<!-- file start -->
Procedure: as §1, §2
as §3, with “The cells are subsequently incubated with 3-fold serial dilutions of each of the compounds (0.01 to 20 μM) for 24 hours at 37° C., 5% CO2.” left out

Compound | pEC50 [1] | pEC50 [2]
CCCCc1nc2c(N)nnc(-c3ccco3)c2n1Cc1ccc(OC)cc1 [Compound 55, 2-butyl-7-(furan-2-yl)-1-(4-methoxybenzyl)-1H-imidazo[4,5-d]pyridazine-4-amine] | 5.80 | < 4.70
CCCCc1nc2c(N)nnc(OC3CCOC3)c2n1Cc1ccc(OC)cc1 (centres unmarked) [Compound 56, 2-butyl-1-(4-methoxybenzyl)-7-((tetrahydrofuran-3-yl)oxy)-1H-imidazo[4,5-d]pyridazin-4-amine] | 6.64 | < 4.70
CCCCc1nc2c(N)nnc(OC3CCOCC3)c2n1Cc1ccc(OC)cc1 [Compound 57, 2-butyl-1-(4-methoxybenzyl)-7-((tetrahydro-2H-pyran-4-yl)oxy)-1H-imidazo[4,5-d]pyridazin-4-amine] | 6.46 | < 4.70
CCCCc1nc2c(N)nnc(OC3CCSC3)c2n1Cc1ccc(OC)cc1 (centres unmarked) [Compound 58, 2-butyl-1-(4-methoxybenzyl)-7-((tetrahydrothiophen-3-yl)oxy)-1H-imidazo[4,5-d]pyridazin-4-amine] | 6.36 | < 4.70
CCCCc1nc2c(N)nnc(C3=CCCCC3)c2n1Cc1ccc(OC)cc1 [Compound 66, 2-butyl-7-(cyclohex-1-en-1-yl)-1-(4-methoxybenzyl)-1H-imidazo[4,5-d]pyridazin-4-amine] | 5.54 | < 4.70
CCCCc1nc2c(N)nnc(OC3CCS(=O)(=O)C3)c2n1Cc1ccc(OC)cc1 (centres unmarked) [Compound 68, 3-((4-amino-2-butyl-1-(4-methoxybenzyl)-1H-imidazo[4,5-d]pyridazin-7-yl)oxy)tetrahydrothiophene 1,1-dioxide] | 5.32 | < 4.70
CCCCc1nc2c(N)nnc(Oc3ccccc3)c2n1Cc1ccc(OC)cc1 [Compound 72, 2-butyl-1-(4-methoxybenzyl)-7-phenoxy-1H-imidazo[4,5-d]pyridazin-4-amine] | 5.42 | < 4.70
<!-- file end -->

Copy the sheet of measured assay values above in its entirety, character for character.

Procedure: as §1, §2
as §3, with “The cells are subsequently incubated with 3-fold serial dilutions of each of the compounds (0.01 to 20 μM) for 24 hours at 37° C., 5% CO2.” left out

Compound | pEC50 [1] | pEC50 [2]
CCCCc1nc2c(N)nnc(-c3ccco3)c2n1Cc1ccc(OC)cc1 [Compound 55, 2-butyl-7-(furan-2-yl)-1-(4-methoxybenzyl)-1H-imidazo[4,5-d]pyridazine-4-amine] | 5.80 | < 4.70
CCCCc1nc2c(N)nnc(OC3CCOC3)c2n1Cc1ccc(OC)cc1 (centres unmarked) [Compound 56, 2-butyl-1-(4-methoxybenzyl)-7-((tetrahydrofuran-3-yl)oxy)-1H-imidazo[4,5-d]pyridazin-4-amine] | 6.64 | < 4.70
CCCCc1nc2c(N)nnc(OC3CCOCC3)c2n1Cc1ccc(OC)cc1 [Compound 57, 2-butyl-1-(4-methoxybenzyl)-7-((tetrahydro-2H-pyran-4-yl)oxy)-1H-imidazo[4,5-d]pyridazin-4-amine] | 6.46 | < 4.70
CCCCc1nc2c(N)nnc(OC3CCSC3)c2n1Cc1ccc(OC)cc1 (centres unmarked) [Compound 58, 2-butyl-1-(4-methoxybenzyl)-7-((tetrahydrothiophen-3-yl)oxy)-1H-imidazo[4,5-d]pyridazin-4-amine] | 6.36 | < 4.70
CCCCc1nc2c(N)nnc(C3=CCCCC3)c2n1Cc1ccc(OC)cc1 [Compound 66, 2-butyl-7-(cyclohex-1-en-1-yl)-1-(4-methoxybenzyl)-1H-imidazo[4,5-d]pyridazin-4-amine] | 5.54 | < 4.70
CCCCc1nc2c(N)nnc(OC3CCS(=O)(=O)C3)c2n1Cc1ccc(OC)cc1 (centres unmarked) [Compound 68, 3-((4-amino-2-butyl-1-(4-methoxybenzyl)-1H-imidazo[4,5-d]pyridazin-7-yl)oxy)tetrahydrothiophene 1,1-dioxide] | 5.32 | < 4.70
CCCCc1nc2c(N)nnc(Oc3ccccc3)c2n1Cc1ccc(OC)cc1 [Compound 72, 2-butyl-1-(4-methoxybenzyl)-7-phenoxy-1H-imidazo[4,5-d]pyridazin-4-amine] | 5.42 | < 4.70